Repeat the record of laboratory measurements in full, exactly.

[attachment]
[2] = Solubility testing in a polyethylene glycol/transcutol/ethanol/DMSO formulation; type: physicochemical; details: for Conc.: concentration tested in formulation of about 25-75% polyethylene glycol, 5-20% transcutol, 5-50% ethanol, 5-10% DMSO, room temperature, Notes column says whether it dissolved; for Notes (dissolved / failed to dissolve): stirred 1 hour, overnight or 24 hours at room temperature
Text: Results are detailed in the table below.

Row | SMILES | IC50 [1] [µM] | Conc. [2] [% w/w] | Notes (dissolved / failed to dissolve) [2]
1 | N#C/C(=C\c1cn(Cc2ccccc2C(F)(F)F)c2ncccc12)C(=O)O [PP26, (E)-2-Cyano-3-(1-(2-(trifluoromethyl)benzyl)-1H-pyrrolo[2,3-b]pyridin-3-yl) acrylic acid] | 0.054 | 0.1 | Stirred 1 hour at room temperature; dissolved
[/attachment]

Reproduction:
[2] = Solubility testing in a polyethylene glycol/transcutol/ethanol/DMSO formulation; type: physicochemical; details: for Conc.: concentration tested in formulation of about 25-75% polyethylene glycol, 5-20% transcutol, 5-50% ethanol, 5-10% DMSO, room temperature, Notes column says whether it dissolved; for Notes (dissolved / failed to dissolve): stirred 1 hour, overnight or 24 hours at room temperature
Text: Results are detailed in the table below.

Row | SMILES | IC50 [1] [µM] | Conc. [2] [% w/w] | Notes (dissolved / failed to dissolve) [2]
1 | N#C/C(=C\c1cn(Cc2ccccc2C(F)(F)F)c2ncccc12)C(=O)O [PP26, (E)-2-Cyano-3-(1-(2-(trifluoromethyl)benzyl)-1H-pyrrolo[2,3-b]pyridin-3-yl) acrylic acid] | 0.054 | 0.1 | Stirred 1 hour at room temperature; dissolved